If you manage to find the elevator and squeeze in to get to the second floor you can experience the organic food section which is huge. This is litterally a store within a store and has it’s own produce, dairy, bulk and frozen foods sections (also it’s own checkers with shorter lines than found downstairs. And did I mention the prices. Although organic in general can be pricey, these are some of the cheapest prices in the city. I usually stock up on tempee here.

The second floor also has a little café restaurant. Again, good food, good prices and if I remember correctly a liquor license (which explains why all those WASPS can be found luncheoning here). I wouldn’t pull out your knitting unless it was a very usually uncrowded day. This place is too crowded and your likely to get something spilled on a project

Downside – over the years they have discontinued making my 2 favorite salads. A salad nicoise that was in the prepared food section made with real pan seared tuna and a grated carot and raisin salad dressed with their dijon vinagrette instead of that yucky yogurt gook other places seem to use. Both yumm and I want both to come back.

West Side Market – The most grocery like of the stores in this collection. I can’t tell you how many times I’ve just walked past this store between my shopping sprees at Fairway’s and Zabar’s thinking “how could this place even compete”. A roommate actually got me to go in one day and now it’s a regular on my route. Alright, so part of the reason I love this place are all the freakin different types of potato chips they carry. But if you can get your eyes past the all those bags of chips that line the store you’ll notice the most important things. Produce is fresh, a necessity given the competition and prices are also great. Cheese selection is incredible and if you go on a Saturday morning they often have samples to try and did I mention the prices are great. Prepared foods that are definetly yumm (I always pick up stuffed grape leaves/dolmas when I stop by) and did I mention the prices are great.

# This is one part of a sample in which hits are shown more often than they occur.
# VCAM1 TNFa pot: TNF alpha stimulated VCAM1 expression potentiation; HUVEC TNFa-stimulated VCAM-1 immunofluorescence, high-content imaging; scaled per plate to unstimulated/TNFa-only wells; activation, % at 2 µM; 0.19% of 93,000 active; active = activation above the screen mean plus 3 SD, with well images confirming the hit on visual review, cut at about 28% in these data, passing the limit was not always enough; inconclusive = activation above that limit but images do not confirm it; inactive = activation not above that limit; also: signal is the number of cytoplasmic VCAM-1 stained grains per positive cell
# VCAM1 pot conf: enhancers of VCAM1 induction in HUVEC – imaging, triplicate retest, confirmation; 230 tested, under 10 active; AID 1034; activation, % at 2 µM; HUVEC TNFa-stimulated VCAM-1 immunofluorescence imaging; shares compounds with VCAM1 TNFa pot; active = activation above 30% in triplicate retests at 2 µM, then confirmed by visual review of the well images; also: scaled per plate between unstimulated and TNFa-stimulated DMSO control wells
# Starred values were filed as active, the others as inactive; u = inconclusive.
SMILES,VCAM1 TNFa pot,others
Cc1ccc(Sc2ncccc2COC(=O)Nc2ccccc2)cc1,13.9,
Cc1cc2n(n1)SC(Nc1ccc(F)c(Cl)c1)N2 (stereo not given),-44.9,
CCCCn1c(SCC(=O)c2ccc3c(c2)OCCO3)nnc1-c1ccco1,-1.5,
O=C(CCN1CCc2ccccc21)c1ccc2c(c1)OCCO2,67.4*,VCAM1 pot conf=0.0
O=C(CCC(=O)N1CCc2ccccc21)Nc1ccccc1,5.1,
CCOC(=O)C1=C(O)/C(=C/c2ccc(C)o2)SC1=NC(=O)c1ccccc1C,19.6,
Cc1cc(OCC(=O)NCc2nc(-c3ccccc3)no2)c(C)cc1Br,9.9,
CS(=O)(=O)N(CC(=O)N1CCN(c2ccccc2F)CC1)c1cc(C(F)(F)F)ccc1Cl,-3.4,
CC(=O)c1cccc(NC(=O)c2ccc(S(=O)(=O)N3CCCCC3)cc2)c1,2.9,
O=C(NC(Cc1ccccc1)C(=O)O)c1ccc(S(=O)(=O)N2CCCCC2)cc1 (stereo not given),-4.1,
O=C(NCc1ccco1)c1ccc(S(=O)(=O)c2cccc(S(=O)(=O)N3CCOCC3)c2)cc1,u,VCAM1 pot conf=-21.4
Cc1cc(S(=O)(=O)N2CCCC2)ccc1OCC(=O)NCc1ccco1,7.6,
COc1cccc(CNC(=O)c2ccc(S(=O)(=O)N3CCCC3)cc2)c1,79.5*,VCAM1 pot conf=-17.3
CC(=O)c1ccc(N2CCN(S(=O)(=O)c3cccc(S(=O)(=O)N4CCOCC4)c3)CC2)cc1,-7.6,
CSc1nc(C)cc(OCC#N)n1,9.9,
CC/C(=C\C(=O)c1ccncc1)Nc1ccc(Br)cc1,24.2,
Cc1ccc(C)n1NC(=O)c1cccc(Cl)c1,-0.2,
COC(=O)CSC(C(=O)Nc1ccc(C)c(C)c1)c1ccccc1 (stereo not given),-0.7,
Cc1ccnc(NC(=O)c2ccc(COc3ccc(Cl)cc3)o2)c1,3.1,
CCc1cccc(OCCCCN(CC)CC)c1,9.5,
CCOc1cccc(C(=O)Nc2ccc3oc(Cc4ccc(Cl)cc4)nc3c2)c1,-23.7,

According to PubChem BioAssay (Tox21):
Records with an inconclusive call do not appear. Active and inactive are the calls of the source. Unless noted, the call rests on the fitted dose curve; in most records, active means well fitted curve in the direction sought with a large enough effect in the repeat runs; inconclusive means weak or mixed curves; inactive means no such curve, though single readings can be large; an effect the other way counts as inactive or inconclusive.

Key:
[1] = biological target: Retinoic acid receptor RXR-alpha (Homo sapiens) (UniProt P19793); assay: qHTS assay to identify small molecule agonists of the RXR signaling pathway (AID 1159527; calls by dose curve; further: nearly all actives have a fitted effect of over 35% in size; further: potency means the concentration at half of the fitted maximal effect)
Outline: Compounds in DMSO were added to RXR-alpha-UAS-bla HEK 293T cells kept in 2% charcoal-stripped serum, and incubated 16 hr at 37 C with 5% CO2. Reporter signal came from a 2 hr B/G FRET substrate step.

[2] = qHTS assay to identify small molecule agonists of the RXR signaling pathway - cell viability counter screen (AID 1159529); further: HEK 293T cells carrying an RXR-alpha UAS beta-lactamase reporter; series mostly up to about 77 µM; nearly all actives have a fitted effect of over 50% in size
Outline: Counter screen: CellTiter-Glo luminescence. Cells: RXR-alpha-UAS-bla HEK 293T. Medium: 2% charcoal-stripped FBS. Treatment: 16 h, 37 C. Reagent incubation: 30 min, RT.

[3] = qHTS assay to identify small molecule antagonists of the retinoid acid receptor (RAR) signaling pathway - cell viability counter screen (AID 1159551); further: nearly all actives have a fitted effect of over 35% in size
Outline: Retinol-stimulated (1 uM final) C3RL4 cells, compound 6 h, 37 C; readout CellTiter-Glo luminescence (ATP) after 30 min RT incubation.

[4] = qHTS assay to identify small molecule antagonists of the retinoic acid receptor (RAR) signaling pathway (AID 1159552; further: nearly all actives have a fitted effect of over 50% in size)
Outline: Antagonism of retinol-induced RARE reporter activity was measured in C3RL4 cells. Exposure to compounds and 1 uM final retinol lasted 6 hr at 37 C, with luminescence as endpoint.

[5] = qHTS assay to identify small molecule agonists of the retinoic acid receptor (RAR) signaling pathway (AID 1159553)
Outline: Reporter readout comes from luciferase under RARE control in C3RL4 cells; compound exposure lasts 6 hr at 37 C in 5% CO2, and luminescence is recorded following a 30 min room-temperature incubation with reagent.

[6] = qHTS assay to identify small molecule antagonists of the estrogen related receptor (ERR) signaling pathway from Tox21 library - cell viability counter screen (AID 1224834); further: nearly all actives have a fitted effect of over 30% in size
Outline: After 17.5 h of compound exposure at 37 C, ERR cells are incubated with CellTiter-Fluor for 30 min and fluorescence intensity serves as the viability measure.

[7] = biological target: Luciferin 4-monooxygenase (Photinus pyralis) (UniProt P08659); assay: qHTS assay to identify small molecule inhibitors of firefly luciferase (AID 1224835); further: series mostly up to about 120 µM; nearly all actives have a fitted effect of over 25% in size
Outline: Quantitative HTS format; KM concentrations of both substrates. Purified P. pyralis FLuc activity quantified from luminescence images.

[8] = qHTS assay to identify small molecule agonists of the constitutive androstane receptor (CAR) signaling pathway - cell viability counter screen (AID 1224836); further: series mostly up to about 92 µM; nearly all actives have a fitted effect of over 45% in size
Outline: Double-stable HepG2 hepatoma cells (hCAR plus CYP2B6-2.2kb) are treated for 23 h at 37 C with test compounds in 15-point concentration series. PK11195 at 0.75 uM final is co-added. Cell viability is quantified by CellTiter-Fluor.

Zabar’s – Cheese glorious cheese. Cheese, cheese and more cheese. Okay so they do have the smoked fish and bakery sections which aren’t slouches either, not to mention the olive bar, prepared foods and upscale grocery section (with lots of exotic spices as well), but don’t come here unless your prepared to indulge and buy cheese (most cheeses freeze pretty decently, especially if you plan on cooking with it after defrosting). And you’ll never have to worry about quality here. Zabar’s will take a loss and not sell an item if it’s not up to their standards (which I am sure is more educated than my palate any day). This fact is legendary and true and has probably earned them more loyal patronage than their incredible prices on cheese ever did.
Zabar’s has the biggest international reputation of the three and therefore you will squish and bump through their narrow isles with the most tourists and their lines are as long as Fairways but simply not as fast. Make your way upstairs if you want to drool over the best cooking impliments. Their prices aren’t bad either considering the quality. I did buy my silicone baking pads here because they were at least a few bucks less per than anyplace else, including the internet (these items are imported from France for some reason and are expensive). However, I leave the $5 linen dish towels alone (I guess it’s plain ole cotton for me) and simply ogle all those copper pots and kitchen appliances that I dream about actually owning one day. Oh, and I can’t forget the knives. They have the most incredible collection of knives and brands. And there really is a difference between a good knife and an ordinary knife in the heft and feel.

Next door is Zabar’s café. More of a place to pick up your bagel (with a shmear) and a cup of coffee, than to sit down and indulge in a full meal, but who’s complaining. Again, keep your projects tucked away unless there is a big snow storm and you happen to be one of 5 people in the place.

Monday, August 4, 2008

Hair at the Delacourt --- YUMMMMM